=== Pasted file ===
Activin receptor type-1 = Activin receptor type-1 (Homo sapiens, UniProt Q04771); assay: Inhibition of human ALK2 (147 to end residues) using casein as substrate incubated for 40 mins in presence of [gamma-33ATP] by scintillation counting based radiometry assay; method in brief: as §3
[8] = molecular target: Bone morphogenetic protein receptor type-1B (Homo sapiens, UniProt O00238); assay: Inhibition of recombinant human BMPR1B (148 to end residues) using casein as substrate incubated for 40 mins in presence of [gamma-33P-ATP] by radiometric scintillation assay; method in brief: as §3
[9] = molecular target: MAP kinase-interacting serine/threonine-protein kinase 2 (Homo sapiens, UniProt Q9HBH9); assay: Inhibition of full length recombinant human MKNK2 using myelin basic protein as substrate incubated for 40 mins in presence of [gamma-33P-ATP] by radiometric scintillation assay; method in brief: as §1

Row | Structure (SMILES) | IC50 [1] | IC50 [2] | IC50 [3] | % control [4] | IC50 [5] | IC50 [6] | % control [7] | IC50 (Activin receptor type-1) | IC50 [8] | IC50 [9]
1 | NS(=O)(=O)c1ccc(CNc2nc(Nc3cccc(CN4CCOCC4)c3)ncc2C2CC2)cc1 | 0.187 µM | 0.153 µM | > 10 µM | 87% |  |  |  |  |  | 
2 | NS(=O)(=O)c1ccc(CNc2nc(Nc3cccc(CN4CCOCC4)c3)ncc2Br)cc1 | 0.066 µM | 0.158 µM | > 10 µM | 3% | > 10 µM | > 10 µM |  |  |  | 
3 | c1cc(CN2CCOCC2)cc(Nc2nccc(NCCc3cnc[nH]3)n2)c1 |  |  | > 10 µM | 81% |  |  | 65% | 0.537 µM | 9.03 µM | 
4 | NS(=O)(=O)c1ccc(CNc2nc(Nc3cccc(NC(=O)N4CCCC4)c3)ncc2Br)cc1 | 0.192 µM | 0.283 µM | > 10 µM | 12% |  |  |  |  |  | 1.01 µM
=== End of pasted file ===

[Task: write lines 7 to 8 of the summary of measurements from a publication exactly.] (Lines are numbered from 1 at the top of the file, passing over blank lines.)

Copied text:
3 | c1cc(CN2CCOCC2)cc(Nc2nccc(NCCc3cnc[nH]3)n2)c1 |  |  | > 10 µM | 81% |  |  | 65% | 0.537 µM | 9.03 µM | 
4 | NS(=O)(=O)c1ccc(CNc2nc(Nc3cccc(NC(=O)N4CCCC4)c3)ncc2Br)cc1 | 0.192 µM | 0.283 µM | > 10 µM | 12% |  |  |  |  |  | 1.01 µM